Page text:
RB 65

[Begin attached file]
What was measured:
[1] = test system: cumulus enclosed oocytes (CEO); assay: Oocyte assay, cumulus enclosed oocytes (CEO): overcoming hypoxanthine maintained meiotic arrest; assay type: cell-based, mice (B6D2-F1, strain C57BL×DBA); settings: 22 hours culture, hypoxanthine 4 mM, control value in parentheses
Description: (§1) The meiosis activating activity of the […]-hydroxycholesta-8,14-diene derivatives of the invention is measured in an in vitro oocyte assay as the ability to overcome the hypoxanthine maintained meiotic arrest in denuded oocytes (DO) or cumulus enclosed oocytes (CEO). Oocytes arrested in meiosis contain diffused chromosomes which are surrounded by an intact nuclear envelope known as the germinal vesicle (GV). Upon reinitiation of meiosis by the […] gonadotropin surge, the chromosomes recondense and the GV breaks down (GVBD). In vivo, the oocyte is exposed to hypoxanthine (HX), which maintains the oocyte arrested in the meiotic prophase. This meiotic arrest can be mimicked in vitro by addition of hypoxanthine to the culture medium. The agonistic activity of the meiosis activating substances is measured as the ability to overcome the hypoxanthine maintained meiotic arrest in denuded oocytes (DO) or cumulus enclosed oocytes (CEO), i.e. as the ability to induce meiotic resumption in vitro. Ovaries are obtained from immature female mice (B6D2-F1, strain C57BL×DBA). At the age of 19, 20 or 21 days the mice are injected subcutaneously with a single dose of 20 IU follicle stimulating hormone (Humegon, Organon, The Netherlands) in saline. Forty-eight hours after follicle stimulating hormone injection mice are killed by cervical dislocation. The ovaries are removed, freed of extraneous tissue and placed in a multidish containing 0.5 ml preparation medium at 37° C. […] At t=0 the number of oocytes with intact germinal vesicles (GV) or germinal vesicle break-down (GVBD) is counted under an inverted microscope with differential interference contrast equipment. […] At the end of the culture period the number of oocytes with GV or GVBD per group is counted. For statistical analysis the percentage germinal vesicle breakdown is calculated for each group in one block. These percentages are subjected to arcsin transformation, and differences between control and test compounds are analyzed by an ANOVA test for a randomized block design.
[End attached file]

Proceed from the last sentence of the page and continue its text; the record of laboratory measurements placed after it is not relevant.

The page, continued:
continue and are thus trustworthy facts. On the other hand, induction provides conclusions that help us to determine the spatial world to which we belong; which perceptions that are useless in the determination of spatial reality, such as hallucinations; and finally, which perceptions that represent reality, the truth.289 All in all, Hägerström argues, every judgment presupposes a determinate, certain spatial world, namely the physical world that we live in. For it is only in philosophy in general that one, incorrectly, assumes that it is possible to determine the truth value of a judgment without a simultaneous supposition of a determinate, certain world.290 It is in metaphysical philosophy that one assumes that it is possible to determine the truth question once and for all, and that it is possible to determine truth independently of reality.The world in which we live only exists for us - without any solipsistic or subjectivistic connotations - through our experiences and the inductive inferences that we draw from them. Logically speaking this demands that the method applied to determine the actual and real structure of this world must be based uponexperience, which leaves us with induction.To Hägerström, induction is repeatedly verified by the fact that the predictions regarding the course of the world tend to be verified.291 On account of the fact that it is impossible to have any knowledge of anything external of physical reality, knowledge and cognition is accordingly restricted to spatial and temporal circumstances, facts, and objects. One reason is that humans only exist in spatio-temporal physical reality, whereby human knowledge is restricted to events, facts, objects, and other things that exist within this sphere.In addition,it is experience of such events that constitutes the exclusive basis for knowledge, for that time and space,which is presupposedwith regard to human consciousness, that has its subjective content via experience alone. Consequently, it is only those thoughts that have experience as their point p a r t i 1 , c h a p t e r 4 134 289 Hägerström, “Ett Hägerström brev,” pp. 88-89. 290 Ibid 291 Ibid.